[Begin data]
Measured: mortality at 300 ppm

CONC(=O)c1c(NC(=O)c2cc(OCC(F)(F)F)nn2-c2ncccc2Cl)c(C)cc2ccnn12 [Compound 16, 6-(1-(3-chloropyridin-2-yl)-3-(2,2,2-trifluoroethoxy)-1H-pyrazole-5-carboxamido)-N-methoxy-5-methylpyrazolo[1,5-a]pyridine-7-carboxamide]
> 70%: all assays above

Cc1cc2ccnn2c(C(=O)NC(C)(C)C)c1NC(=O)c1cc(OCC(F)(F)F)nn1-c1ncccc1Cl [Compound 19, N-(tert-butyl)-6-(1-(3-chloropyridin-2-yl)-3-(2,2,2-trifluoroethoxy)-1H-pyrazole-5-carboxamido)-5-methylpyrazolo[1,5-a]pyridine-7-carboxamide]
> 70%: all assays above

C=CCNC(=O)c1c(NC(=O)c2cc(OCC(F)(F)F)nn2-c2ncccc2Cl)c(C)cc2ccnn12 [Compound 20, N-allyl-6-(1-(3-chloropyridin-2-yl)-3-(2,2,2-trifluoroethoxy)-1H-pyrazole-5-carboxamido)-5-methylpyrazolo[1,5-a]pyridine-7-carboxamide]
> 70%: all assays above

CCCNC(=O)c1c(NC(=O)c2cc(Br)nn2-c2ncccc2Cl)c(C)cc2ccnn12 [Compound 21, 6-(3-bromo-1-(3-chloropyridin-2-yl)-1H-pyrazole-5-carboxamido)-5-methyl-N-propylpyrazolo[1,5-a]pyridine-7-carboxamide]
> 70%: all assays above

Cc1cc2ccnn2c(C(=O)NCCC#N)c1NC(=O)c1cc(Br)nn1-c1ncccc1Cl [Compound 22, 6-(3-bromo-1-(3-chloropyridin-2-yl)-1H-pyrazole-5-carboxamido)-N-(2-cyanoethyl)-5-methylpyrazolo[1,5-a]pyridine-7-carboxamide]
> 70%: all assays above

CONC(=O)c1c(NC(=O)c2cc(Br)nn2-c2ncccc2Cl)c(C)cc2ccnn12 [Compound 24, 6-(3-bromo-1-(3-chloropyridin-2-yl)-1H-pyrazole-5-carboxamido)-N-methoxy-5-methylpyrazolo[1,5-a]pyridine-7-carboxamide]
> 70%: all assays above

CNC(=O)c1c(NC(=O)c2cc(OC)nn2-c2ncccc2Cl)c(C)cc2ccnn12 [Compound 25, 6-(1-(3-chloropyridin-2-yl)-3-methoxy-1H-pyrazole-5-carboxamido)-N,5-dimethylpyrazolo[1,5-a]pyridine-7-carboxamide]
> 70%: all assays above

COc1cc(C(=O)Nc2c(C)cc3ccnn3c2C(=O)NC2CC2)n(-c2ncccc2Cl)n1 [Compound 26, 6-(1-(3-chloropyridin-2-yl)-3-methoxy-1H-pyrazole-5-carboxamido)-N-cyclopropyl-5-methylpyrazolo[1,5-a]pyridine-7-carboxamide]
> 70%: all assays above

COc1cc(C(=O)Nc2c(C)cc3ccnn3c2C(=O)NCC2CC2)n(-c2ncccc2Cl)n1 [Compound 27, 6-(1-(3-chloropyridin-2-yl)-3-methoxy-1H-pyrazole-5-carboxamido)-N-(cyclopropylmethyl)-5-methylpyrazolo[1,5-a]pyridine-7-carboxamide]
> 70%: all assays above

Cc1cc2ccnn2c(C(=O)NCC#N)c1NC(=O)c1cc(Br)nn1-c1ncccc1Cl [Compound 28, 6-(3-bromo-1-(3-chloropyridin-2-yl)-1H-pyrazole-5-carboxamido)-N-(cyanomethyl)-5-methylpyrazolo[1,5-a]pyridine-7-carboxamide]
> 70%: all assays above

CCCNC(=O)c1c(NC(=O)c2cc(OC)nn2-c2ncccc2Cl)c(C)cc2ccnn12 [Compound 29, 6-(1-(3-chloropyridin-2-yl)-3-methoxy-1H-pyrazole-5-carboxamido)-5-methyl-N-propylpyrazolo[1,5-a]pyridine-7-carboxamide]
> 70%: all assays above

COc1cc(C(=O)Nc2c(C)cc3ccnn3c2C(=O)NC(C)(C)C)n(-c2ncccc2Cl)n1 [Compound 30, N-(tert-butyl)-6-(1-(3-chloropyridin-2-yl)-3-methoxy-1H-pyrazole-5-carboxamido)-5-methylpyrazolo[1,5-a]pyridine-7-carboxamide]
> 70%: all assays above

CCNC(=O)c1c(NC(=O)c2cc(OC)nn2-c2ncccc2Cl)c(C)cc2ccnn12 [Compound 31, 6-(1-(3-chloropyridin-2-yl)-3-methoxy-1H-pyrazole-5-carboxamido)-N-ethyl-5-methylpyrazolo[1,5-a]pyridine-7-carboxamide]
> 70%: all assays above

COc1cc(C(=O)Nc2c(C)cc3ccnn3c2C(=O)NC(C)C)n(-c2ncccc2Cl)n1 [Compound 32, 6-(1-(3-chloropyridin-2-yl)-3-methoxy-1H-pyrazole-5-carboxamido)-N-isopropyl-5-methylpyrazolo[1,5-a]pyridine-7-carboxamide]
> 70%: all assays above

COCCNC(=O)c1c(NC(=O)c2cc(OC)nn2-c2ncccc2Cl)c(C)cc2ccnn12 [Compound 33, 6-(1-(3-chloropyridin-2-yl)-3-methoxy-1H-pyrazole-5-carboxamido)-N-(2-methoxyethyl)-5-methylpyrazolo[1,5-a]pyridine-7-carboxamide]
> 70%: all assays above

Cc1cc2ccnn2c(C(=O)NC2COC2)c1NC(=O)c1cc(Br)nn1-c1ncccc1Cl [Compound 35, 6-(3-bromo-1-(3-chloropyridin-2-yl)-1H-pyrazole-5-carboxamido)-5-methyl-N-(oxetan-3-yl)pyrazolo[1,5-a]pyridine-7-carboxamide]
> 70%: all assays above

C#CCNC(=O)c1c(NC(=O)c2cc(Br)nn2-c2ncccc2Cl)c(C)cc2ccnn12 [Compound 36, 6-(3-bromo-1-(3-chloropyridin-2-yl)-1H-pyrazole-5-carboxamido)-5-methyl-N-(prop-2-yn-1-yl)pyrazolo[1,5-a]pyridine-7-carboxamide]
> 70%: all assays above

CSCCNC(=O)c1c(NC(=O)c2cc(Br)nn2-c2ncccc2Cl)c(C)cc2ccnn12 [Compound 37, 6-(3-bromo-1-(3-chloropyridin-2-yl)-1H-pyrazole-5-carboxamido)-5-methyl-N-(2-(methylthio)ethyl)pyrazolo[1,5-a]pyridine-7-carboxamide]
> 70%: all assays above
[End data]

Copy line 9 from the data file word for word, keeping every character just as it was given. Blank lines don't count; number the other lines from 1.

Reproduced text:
> 70%: all assays above